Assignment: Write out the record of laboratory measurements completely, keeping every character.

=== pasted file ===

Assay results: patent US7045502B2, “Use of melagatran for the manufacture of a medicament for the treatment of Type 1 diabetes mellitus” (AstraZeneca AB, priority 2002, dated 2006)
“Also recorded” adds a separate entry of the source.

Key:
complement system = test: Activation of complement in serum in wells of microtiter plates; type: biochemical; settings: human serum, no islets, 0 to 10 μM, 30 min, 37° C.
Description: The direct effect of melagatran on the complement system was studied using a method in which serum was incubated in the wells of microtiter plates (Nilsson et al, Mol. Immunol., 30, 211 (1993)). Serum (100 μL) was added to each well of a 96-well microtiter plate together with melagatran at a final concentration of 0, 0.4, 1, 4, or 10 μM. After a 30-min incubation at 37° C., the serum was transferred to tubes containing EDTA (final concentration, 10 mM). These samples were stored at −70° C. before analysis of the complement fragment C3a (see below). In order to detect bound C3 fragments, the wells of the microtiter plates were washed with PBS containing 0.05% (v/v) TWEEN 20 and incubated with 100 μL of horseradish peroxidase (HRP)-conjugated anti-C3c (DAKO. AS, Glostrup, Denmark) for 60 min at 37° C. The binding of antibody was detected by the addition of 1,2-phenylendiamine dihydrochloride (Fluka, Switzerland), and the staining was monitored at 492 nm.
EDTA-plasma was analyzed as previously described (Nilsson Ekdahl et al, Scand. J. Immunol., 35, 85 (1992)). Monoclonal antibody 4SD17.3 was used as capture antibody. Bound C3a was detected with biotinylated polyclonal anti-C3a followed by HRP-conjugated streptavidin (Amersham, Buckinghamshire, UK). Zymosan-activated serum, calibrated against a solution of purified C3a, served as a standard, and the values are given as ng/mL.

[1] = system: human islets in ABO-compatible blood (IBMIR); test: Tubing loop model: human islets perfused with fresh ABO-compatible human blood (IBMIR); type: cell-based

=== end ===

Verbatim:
Assay results: patent US7045502B2, “Use of melagatran for the manufacture of a medicament for the treatment of Type 1 diabetes mellitus” (AstraZeneca AB, priority 2002, dated 2006)
“Also recorded” adds a separate entry of the source.

Key:
complement system = test: Activation of complement in serum in wells of microtiter plates; type: biochemical; settings: human serum, no islets, 0 to 10 μM, 30 min, 37° C.
Description: The direct effect of melagatran on the complement system was studied using a method in which serum was incubated in the wells of microtiter plates (Nilsson et al, Mol. Immunol., 30, 211 (1993)). Serum (100 μL) was added to each well of a 96-well microtiter plate together with melagatran at a final concentration of 0, 0.4, 1, 4, or 10 μM. After a 30-min incubation at 37° C., the serum was transferred to tubes containing EDTA (final concentration, 10 mM). These samples were stored at −70° C. before analysis of the complement fragment C3a (see below). In order to detect bound C3 fragments, the wells of the microtiter plates were washed with PBS containing 0.05% (v/v) TWEEN 20 and incubated with 100 μL of horseradish peroxidase (HRP)-conjugated anti-C3c (DAKO. AS, Glostrup, Denmark) for 60 min at 37° C. The binding of antibody was detected by the addition of 1,2-phenylendiamine dihydrochloride (Fluka, Switzerland), and the staining was monitored at 492 nm.
EDTA-plasma was analyzed as previously described (Nilsson Ekdahl et al, Scand. J. Immunol., 35, 85 (1992)). Monoclonal antibody 4SD17.3 was used as capture antibody. Bound C3a was detected with biotinylated polyclonal anti-C3a followed by HRP-conjugated streptavidin (Amersham, Buckinghamshire, UK). Zymosan-activated serum, calibrated against a solution of purified C3a, served as a standard, and the values are given as ng/mL.

[1] = system: human islets in ABO-compatible blood (IBMIR); test: Tubing loop model: human islets perfused with fresh ABO-compatible human blood (IBMIR); type: cell-based